What You Didn’t Get About Miley’s VMA Performance

emilee lindner, MTV.com
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Miley Cyrus’ suprise performance on Sunday night wasn’t just rainbow puke. It wasn’t weird for the sake of being weird. It wasn’t just a repeat of her outrageous 2013 performance when she twerked with Robin Thicke. Miley’s 2015 VMA performance had meaning and intention, and if you don’t understand it, you probably think it’s bad.

That’s how all art is — if you don’t understand it, if it doesn’t connect with you, you dismiss it. On the surface, you see Miley spitting glitter and rubbing sprinkles on her face. You might say, “ew.” But for many kids watching, it was important.

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During the rehearsal for “Dooo It!” on Saturday, I watched Miley make the calls with the VMA producers — “this is extremely important,” she said, crouching over the edge of the stage, making sure the cameraman was getting all the correct shots. Every part of the performance — from the background video to Miley’s army to the costumes to the lyrics to its introduction — had intent.

“The truth is, tonight does matter. Why? Because of all the sticky, young impressionable minds of our future who are watching us right now,” the people of her Happy Hippie Insta-pride crew said as they introduced Miley. “Always say what you mean, and mean what you say, and in the words of tonight’s host and final performers, stop talking about it, and just do it.”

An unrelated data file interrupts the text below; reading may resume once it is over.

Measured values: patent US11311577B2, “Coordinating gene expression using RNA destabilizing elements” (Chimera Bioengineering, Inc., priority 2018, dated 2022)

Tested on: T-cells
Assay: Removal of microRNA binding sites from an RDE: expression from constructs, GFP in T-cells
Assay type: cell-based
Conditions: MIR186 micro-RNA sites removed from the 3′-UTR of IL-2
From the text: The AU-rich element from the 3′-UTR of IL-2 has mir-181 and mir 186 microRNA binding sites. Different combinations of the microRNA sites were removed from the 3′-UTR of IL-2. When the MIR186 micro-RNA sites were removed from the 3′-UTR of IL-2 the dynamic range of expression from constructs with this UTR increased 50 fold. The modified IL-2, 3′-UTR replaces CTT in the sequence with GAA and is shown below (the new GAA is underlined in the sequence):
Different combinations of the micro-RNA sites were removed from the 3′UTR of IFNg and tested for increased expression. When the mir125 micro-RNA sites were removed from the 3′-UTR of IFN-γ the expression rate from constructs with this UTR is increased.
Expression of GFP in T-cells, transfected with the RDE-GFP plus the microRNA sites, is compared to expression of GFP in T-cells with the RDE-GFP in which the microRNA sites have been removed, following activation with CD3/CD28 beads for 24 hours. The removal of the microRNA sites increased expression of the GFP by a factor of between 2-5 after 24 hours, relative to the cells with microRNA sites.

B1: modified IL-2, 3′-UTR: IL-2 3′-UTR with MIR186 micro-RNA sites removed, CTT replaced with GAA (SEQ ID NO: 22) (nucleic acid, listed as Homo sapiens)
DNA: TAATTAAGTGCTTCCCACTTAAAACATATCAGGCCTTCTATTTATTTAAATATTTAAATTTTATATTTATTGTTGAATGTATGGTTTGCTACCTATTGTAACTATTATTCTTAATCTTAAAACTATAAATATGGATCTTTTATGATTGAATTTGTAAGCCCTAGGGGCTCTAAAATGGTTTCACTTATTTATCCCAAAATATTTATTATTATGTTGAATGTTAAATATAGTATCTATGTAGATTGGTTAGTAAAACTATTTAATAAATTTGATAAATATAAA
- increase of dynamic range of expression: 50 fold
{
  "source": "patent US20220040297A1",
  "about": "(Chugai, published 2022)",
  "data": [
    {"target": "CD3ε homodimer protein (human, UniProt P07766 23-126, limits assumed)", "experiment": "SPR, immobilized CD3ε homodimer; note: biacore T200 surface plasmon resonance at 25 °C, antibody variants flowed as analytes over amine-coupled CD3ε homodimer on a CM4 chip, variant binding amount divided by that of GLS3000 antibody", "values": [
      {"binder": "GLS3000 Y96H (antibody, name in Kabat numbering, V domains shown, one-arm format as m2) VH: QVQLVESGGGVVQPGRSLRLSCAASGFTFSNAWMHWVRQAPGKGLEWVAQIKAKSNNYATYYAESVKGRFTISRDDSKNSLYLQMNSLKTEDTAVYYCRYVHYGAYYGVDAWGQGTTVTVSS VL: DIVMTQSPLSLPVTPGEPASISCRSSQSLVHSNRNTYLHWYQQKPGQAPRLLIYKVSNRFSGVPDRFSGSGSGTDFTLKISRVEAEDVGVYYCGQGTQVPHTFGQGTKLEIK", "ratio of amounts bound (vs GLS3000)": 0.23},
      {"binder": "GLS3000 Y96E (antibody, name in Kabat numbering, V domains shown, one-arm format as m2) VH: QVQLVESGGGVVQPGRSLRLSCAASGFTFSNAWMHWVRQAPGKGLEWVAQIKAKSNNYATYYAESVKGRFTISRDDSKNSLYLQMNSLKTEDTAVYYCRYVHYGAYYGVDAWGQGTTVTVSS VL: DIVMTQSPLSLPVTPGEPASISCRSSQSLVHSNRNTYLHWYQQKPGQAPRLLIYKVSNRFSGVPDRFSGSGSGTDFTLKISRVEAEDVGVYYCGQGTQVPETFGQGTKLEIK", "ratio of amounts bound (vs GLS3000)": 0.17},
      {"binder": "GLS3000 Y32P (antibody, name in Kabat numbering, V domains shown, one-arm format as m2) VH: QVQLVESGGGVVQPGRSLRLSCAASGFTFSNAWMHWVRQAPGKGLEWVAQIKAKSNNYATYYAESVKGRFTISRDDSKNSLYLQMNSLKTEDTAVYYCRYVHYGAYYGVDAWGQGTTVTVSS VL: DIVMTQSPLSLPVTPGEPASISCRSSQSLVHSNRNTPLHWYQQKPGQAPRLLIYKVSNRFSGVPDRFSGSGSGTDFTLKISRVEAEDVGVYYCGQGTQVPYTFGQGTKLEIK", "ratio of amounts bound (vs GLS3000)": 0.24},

As for the straightforward lyrics of “Dooo It!,” which is now streaming for free along with the rest of her album on her site, they mean something too.

“Yeah, I smoke pot/ Yeah, I love peace/ But I don’t give a f–k/ I ain’t no hippie,” she sings. Miley’s living as honestly and true-to-herself, and even though she loves weed and peace, you shouldn’t pass her off as a hippie. She has important things to say, like how she spends the rest of her song speaking against violence: “Why is there a sky? And why the pigs run?/ And why these motherf–kers are putting bullets in their guns?”

“Violence is king, but peace is the way/ Someday they’re gonna see it, so here’s what we say: Peace motherf–kers,” she sings.

She doesn’t censor herself because of society’s standards (in the way that we have to here). Instead, she’s telling us all to cut past the bullsh– and be ourselves. But if you think that’s bad, we don’t give a f–k anyway.

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